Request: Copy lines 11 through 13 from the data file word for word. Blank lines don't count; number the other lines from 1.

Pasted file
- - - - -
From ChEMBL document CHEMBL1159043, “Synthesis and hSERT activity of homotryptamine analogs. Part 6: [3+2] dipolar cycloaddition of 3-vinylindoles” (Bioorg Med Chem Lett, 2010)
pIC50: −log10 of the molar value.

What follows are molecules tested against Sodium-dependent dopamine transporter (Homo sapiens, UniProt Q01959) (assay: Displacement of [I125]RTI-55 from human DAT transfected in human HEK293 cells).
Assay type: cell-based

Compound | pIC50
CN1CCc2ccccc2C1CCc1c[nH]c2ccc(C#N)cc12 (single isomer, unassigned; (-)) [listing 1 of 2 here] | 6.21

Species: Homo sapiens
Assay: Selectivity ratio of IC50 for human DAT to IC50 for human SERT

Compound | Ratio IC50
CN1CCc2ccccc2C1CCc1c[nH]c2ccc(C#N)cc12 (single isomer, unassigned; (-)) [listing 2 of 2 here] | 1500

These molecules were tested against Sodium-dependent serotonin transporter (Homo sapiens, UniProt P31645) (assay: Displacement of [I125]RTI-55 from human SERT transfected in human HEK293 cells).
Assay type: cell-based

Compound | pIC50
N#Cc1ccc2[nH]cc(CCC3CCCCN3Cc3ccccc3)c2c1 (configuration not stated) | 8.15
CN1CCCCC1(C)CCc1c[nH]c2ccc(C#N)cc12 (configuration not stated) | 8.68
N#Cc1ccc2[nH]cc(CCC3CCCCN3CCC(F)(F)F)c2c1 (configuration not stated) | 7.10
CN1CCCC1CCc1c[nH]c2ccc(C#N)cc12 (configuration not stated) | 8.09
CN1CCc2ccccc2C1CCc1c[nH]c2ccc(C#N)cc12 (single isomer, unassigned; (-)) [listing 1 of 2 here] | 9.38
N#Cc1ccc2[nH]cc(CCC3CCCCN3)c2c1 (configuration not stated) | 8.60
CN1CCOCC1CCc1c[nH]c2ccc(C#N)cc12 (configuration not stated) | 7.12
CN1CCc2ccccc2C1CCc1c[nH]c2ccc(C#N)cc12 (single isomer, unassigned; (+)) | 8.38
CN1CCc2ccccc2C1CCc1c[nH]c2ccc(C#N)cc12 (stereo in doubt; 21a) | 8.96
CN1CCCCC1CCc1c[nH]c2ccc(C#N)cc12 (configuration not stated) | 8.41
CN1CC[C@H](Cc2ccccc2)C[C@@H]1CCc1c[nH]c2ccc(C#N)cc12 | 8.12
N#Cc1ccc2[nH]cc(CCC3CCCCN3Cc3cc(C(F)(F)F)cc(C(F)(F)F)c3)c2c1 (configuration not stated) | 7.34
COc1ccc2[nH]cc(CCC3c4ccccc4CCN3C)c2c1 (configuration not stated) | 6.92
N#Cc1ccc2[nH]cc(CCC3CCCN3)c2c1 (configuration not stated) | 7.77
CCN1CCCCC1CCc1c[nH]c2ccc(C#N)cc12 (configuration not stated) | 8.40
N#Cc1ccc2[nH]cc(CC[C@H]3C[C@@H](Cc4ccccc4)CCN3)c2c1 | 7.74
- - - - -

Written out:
These molecules were tested against Sodium-dependent serotonin transporter (Homo sapiens, UniProt P31645) (assay: Displacement of [I125]RTI-55 from human SERT transfected in human HEK293 cells).
Assay type: cell-based

Compound | pIC50